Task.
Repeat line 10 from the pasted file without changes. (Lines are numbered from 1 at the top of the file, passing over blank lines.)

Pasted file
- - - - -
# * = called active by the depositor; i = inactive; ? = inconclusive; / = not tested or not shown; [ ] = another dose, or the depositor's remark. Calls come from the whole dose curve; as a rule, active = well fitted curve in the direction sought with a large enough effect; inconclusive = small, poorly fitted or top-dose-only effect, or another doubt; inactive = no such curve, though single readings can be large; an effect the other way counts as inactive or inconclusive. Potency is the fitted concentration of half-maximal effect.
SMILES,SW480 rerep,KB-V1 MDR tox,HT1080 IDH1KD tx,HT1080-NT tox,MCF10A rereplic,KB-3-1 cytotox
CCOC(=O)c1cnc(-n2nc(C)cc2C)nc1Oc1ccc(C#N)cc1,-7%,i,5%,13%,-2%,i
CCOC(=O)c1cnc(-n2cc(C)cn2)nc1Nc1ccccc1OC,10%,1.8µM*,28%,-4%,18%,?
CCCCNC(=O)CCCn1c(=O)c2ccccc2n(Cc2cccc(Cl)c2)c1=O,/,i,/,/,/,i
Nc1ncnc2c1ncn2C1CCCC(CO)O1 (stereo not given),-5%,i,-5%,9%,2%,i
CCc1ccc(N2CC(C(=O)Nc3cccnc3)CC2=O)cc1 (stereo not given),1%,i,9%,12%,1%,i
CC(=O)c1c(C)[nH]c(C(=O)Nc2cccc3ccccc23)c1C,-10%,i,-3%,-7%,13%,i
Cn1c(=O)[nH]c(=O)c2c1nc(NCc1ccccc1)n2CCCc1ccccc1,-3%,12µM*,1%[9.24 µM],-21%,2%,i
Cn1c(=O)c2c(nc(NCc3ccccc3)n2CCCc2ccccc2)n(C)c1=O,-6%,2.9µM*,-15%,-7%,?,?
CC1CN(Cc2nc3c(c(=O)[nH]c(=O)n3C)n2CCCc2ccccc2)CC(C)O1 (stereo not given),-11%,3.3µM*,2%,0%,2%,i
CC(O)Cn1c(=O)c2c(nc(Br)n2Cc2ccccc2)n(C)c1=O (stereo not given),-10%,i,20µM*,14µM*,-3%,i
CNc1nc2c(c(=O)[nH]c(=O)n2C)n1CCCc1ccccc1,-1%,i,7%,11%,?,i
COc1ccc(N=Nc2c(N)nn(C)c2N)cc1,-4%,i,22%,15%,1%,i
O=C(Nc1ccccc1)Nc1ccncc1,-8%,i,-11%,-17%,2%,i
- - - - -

Cn1c(=O)c2c(nc(NCc3ccccc3)n2CCCc2ccccc2)n(C)c1=O,-6%,2.9µM*,-15%,-7%,?,?